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“SideQuests” Is Now Available As a PDF Download

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By Brandon Adamson
132 pages, Copyright 2008
Publisher: Wasteland Press (PDF Download)

That’s right! Just $2.50!

Written by one of a generation raised on “choose your own adventures,” Sidequests is one person’s chosen adventures, a somewhat oxymoronic search for mutual understanding in the confounding world of our time. Though nonlinear in theory, Sidequests is actually more along the lines of a loosely linear hodgepodge of poetry and philosophy, one which vaguely explores the ever blurring line separating man and machine, reality from dreams, past, present, future tenses, the world above, the great beyond, and various random things in between. A nostalgic piece of pop culture analysis, heavily influenced by 70′s sci-fi, and which contains a plethora of vastly obscure references, Sidequests is a book written for escapists by an escapist artist, a fugitive from one’s generation, fleeing to the sanctuary of an overactive imagination. The author, a self described “bard out of time” somehow finds enough with which he (among other things):

-ponders the struggles of what to do with one’s life once redemption appears highly unlikely

-attempts to reconcile race relations through the “Return to the Planet of the Apes” cartoon series

-manages to intertwine states’ rights politics with the classic 8-bit Nintendo game, “North And South”

-periodically delves into romance, misogyny, and love affairs with humidity. -introduces a new line of cologne called “Despair”

-makes the case for considering the remote possibility of intelligent design (while not openly advocating it)
-pontificates on the ambiance of illegal immigration and overpopulation -includes a passionate commentary on how The Monkees are “better” than The Beatles.

-Uses hamster science experiments as an analogy for long distance relationships.

-fantasizes of being able to time travel and live out the remainder of his life in the mod days of the sunset strip in 1966 Los Angeles.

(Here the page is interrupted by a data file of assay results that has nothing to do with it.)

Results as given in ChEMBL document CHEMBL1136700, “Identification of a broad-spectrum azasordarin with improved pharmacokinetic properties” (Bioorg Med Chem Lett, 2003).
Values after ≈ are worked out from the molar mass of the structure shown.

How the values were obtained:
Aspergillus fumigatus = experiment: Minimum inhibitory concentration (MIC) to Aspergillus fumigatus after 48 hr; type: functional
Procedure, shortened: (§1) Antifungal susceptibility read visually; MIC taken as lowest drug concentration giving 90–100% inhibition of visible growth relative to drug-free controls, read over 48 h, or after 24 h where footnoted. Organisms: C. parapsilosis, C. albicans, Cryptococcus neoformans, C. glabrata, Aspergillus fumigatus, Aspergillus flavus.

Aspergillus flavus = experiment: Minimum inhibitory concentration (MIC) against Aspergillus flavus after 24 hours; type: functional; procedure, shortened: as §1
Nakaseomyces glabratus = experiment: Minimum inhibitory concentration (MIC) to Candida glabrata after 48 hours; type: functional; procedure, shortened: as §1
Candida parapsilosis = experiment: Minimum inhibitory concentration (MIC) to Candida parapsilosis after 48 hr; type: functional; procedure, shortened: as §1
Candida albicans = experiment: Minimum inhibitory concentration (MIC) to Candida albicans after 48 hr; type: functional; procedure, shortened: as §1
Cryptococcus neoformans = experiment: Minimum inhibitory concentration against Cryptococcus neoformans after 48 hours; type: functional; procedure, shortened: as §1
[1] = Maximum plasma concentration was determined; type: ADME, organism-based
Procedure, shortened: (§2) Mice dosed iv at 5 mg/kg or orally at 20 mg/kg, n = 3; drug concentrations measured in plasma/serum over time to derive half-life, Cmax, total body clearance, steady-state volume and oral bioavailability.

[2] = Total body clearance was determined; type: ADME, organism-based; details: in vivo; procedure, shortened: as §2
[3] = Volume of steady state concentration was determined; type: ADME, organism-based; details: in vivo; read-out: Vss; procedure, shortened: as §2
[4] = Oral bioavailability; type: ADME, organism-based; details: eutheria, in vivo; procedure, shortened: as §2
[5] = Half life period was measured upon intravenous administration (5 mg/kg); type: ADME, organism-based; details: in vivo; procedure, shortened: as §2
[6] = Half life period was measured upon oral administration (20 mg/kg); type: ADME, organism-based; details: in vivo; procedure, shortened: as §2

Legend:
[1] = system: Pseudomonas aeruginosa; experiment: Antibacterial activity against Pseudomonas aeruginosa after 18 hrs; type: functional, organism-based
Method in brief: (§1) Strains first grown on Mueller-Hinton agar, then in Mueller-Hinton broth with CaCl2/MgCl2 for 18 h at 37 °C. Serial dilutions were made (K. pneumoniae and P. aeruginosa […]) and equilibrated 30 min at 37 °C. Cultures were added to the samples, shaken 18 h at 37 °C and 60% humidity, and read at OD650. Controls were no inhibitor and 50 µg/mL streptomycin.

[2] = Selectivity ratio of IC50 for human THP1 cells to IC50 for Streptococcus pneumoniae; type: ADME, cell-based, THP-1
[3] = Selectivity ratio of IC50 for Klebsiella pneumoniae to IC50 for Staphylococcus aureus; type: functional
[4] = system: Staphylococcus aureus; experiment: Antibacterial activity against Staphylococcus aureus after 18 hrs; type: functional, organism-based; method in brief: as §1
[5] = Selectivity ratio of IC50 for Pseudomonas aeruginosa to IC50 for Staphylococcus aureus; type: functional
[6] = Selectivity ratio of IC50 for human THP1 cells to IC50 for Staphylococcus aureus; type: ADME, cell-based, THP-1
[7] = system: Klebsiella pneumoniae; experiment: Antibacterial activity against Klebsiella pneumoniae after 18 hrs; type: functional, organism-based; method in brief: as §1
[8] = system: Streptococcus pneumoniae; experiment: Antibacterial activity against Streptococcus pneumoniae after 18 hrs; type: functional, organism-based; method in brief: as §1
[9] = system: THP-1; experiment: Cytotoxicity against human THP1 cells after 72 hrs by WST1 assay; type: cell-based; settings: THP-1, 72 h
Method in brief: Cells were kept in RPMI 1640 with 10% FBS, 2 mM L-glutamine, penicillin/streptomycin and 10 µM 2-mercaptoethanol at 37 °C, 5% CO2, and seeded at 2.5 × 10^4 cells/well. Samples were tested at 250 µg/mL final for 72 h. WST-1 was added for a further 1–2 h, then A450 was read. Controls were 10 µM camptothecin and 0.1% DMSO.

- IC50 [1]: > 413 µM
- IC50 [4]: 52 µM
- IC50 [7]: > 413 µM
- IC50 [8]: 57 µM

-claims to deeply identify with “The Pink Panther” (the cartoon version)

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Looking Beyond Redemption

Beyond Redemption by Brandon Adamson

“The Longest Road is the Road to Redemption”, read the
caption of a car advertisement that caught my eye
as I was flipping through the pages of an airline magazine
while flying high at one of the low points in my life.
It really runs true.
Often times the road to redemption, with time and experience,
gets longer, lonelier, and more difficult to navigate
than it ever was in the beginning.
Like the cell of a little white lie that divides and multiplies,
the path back off the beaten,
leads to ever more and more complicated math.
While in the process of attempting to redeem yourself, you end up
creating seemingly even more reasons to redeem, as you make the next
mistakes in trying to redeem yourself for past mistakes, and must then
redeem yourself for failure to redeem yourself for failing to redeem
yourself
for trying and failing miserably in the first place!
Make no mistake, it’s
like a mechanic who breaks something while trying to fix
something that he broke while trying to fix something
and so on, the road goes on and on,
until it’s just a bridge too far and you feel like giving up
enough to make you dizzy, enough to make a man off and jump.
When you’re beyond redemption,
it seems the only redemption is beyond.
From a first kiss to a lost cause,
you find yourself trapped,
caught in your own private episode of the twilight zone.
The story of redemption is the story that always works,
but hardly ever does.
The road to my own redemption
for failures and past mistakes
is indeed a long one, so wish for me safety in this unpleasant journey.
The veracity of a tenacity,
an ability to stubbornly persist and foolishly proceed
in the face of futility, but really,
absolving myself of all the guilt of the self absorbing,
amidst the broken bits of machinery
behold, an eye still gleaming,
perhaps the only redeeming quality(if any).

From my 2008 Book, SideQuests


Brandon Adamson is the author of “Beatnik Fascism

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